Digital Bayou Fact Sheet
The Digital Bayou showcased the most advanced interactive and graphics technologies on the planet, co-existing in one vibrant space.
Networked virtual societies, innovative interfaces, pre-competitive technologies, scientific visualization, teleoperation, and fun were linked by meandering walkways, punctuated by gathering spaces, and protected by canopied nets. Activity migrated from exhibit to stage to screens. Attendees engaged in conversation with the experts, then met in a comfortable setting to reflect on their experiences in the Digital Bayou.
Over 90 pieces were submitted and 45 were selected for the Digital Bayou. The contributors were chosen based on their innovative thinking and design, and fall into the following categories:
- Human-Machine Interface
- Scientific Visualization
- Online Societies
"We've tried to assemble the most innovative designs of interactive software, hardware, interfaces, and ideas we could find -- ones that point the way for researchers, students, artists, designers, and users to make better and more transparent tools, applications, and content," said Brian Blau and Clark Dodsworth, Digital Bayou Co-Chairs. "If we've done it right, the Digital Bayou is where many attendees will see their future."
Bayou Sauvage is a dramatic, entertainment-oriented implementation of the most advanced multi-user virtual world application. It is a multi-vendor, multi-platform demonstration of the Distributed Interactive Simulation (DIS) protocol used in military simulation training. Approximately 20 different vendors of computer hardware, software, and systems are participating in a game shared across the SIGGRAPH 96 exhibit floor and Digital Bayou. Participants start in different vehicles from different locations and race across the Bayou to reach a wayward alien spaceship. They encounter active and passive obstacles, not the least of which is each other, in a complex 3D world.
Distributed Scientific Visualization of Ocean Models
This prototype simulation enables operational or exercise planners to test various scenarios prior to initiation of the operation. The application is highly adaptable to training operations via interactive "fly-through" of ocean simulations, including interactive control of the ocean model itself.
The project features a continuous animation that describes the evolution of the science of oceanography. In the virtual reality displays, 3D images of the ocean include undulating surfaces, small tracer balls flowing through space, tub-like surfaces representing currents and eddies, and graphics from raytraced surfaces. The interactive circulation model is user-controlled via keyboard. Certain parameters that affect the model's solutions, such as current strength and wind force, are controllable.
Force feedback brings video games to the next level of play, moving beyond mere sights and sounds and immersing users in a physical reality that is as compelling and satisfying as the real world. Traditional game controllers can only track a user's actions; they cannot convey physical interactions.
Haptic Challenge is a multi-user gaming environment focused on the sense of feel. Two players engage in a 3D game scenario in which they propel a virtual puck at the opponent's goal. They are armed with virtual paddle controllers in a full dynamic simulation, allowing them to feel the puck interacting with the paddle with such realistic fidelity they can actually take advantage of fine manual dexterity to put spin on the puck. Force feedback is so central to this experience that the game simply could not be played without it.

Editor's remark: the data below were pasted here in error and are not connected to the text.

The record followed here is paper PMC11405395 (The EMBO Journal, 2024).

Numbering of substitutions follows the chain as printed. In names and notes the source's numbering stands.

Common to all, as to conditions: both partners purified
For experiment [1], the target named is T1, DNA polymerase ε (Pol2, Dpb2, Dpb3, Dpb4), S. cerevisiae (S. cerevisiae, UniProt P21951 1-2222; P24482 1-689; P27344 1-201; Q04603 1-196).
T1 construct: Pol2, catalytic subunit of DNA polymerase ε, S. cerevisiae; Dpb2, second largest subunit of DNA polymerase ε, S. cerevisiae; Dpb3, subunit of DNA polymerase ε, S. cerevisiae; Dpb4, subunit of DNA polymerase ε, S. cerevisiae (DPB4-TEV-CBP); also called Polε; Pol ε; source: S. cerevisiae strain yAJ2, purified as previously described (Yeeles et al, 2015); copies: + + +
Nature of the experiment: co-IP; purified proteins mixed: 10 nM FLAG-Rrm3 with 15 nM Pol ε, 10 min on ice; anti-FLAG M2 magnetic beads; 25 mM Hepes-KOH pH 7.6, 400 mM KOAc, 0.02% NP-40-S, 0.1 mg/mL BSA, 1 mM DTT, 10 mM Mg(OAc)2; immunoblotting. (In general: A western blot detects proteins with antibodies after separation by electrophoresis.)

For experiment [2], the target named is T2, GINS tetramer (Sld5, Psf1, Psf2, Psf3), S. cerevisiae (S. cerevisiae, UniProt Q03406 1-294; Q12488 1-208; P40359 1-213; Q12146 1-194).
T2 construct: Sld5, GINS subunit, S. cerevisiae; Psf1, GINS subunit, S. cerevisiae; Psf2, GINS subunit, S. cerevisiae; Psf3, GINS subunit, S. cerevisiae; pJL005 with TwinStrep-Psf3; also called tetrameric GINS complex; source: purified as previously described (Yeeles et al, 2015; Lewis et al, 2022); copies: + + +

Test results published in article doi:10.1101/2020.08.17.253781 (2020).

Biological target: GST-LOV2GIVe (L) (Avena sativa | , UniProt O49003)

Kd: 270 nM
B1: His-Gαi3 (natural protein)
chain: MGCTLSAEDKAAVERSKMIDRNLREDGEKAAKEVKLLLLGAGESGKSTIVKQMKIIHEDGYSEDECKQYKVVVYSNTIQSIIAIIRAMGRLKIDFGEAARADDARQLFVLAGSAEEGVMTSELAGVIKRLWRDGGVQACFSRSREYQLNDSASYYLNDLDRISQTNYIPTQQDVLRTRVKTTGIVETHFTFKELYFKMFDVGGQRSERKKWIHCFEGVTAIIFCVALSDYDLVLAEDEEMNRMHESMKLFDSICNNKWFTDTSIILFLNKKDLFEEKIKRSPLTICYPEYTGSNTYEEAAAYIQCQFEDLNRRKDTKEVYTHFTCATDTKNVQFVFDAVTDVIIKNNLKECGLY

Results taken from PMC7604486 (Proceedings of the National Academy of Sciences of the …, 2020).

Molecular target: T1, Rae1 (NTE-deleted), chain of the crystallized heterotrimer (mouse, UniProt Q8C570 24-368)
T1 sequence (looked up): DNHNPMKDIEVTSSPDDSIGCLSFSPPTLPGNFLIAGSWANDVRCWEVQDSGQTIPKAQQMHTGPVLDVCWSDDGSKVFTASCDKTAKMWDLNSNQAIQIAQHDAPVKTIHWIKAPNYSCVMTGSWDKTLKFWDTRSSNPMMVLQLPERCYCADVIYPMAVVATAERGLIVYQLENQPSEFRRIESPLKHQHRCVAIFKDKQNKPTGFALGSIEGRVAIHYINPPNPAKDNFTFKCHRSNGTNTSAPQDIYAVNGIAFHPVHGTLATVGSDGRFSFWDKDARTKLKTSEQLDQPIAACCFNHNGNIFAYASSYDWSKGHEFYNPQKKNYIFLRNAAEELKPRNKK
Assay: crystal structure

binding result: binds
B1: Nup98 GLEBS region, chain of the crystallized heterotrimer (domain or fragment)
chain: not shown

This interactive multimedia program for interviewing young children who may have been sexually abused provides a structure that helps children tell their stories verbally or non-verbally. It assists the interviewer by providing a framework of questions and an easy-to-use system for taking notes and tracking the children's selections. Because it simplifies the interview process by giving the interviewer more time to focus on the child and by supporting nonverbal communication, this interview method enhances children's abilities to communicate a greater amount of vital information with less chance for biasing their answers.
Virtual New Orleans
Virtual New Orleans is a 3D, VRML representation of downtown New Orleans. It includes several neighborhoods, including the waterfront, the French Quarter, and the convention center area. In Virtual New Orleans, you can walk (or fly if you prefer) down actual New Orleans streets. As you pass your mouse over a building, its address and company name are displayed. Each building is hyper-linked to the occupant's Web site, if they have one. Some buildings lead to interior building models.
Neither Here Nor There
In Neither Here Nor There, virtual reality becomes accessible to digital artists through the ImmersaDesk, a powerful new design and visualization tool. It is a projection-based, drafting-table-sized virtual reality system. The size and position of the screen provides a sufficiently wide field of view so the viewer feels fully immersed in the visual scene. Head tracking allows the participant to experience a first-person view as opposed to a third-person view experienced on other visual media. The user's hand position is tracked by the "wand," the main control device with which participants manipulate the scene. Additionally, the desk is surrounded by a 3D directional sound system.
Media | This Web Site
Final SIGGRAPH 96 Web site update: 25 October 1996.
For complete information on the next conference and exhibition, see: http/www.siggraph.org/s97/